Housing Authority Settles Complaint Involving Deaf Resident
In early December, HUD announced that the Houston Housing Authority agreed to settle allegations of disability discrimination for initially refusing a deaf resident’s requests to have a sign language interpreter present at a hearing to determine her eligibility to remain in HUD’s Housing Choice Voucher (HCV) program.
The Fair Housing Act prohibits housing providers from discriminating against persons with disabilities. Furthermore, Section 504 of the Rehabilitation Act of 1973 bans discrimination against qualified individuals with disabilities in any program or activity receiving federal funds.
In her complaint, the resident claimed that she twice asked the housing authority to provide a translator for the hearing, but none was provided. She said she was forced to use her daughter, who is a minor and is not fluent in American Sign Language, to interpret for her, and that the complex nature of her HCV eligibility hearing prevented her daughter from effectively interpreting for her. The outcome of the hearing was that the resident’s housing assistance was terminated.
After the resident filed a complaint with HUD, the housing authority held a second hearing, during which an interpreter was provided. Following the second hearing, the resident’s housing assistance was reinstated.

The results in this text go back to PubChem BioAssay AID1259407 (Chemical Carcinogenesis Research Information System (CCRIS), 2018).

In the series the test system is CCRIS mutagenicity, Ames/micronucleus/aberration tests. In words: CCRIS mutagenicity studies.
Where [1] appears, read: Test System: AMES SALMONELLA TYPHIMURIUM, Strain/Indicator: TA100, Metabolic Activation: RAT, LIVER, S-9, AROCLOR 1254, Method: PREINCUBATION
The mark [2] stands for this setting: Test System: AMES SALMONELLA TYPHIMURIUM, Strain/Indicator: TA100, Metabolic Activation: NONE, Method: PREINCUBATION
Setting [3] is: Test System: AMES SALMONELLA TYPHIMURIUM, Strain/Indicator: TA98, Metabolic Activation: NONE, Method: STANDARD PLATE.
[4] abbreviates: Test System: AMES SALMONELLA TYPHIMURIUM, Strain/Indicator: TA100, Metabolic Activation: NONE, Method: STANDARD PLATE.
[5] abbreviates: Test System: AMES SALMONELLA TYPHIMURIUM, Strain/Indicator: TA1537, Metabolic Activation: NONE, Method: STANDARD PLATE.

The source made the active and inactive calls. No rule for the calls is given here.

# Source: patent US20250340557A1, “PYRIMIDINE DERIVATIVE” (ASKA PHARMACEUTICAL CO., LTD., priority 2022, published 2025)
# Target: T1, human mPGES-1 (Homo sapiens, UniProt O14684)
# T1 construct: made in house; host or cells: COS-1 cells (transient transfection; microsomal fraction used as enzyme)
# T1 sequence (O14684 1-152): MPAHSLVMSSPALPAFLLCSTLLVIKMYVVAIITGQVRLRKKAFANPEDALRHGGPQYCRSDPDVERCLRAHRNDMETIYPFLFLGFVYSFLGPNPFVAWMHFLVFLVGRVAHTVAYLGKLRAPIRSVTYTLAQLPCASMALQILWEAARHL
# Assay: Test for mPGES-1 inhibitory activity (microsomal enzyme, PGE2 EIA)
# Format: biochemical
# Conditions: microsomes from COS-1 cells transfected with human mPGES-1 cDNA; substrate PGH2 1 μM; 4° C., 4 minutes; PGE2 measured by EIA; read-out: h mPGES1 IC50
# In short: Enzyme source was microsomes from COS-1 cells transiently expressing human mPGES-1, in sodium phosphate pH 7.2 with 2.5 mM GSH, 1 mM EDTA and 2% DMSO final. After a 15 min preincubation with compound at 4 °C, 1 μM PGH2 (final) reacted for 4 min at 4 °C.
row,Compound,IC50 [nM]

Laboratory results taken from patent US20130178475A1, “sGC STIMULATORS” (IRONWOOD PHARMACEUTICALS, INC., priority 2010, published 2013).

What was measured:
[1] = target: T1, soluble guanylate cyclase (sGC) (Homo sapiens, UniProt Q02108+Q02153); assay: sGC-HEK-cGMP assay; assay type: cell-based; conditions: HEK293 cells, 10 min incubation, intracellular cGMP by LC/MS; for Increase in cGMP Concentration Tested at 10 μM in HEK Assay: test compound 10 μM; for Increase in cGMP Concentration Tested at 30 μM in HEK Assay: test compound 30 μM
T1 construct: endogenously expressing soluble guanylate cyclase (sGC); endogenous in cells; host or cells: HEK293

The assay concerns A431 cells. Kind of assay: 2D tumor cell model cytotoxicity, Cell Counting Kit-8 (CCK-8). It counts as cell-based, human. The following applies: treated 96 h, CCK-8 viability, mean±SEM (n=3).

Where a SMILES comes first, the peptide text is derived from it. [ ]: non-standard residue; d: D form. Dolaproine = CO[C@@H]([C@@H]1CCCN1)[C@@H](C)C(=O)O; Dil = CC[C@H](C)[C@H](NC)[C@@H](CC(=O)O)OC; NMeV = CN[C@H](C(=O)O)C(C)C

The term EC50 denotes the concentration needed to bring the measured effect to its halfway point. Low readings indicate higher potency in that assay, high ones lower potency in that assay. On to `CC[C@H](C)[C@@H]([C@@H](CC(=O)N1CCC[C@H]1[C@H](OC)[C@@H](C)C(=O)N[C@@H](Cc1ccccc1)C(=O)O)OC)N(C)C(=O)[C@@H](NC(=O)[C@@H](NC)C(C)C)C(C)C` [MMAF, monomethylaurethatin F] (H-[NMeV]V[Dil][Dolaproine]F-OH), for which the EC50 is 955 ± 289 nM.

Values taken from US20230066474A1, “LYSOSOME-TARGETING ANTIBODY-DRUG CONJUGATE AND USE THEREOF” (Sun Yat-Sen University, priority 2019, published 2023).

Under the agreement, the housing authority paid $4,251 in rental assistance payments that were owed to the resident's landlord for the period her rental assistance was terminated. The housing authority also notified its employees of its intent to provide sign language interpreters for individuals who are deaf or hard of hearing, agreed to inform new HCV program participants of their right to request reasonable accommodations, including interpreters, and agreed not to retaliate against the resident or her children in any way.
“Everyone should be able to understand their housing rights and options," said Mark Brezina, HUD's Acting Region VI Administrator, said in a statement. "For a deaf person receiving HUD rental assistance, a Public Housing Authority may need to provide an interpreter to convey information, particularly when a person's continued tenancy is at stake."
For more information, see the November 2012 lesson, “How to Comply with Fair Housing Law When Dealing with People Who Are Deaf or Hard of Hearing,” available on our homepage or in our online Archive.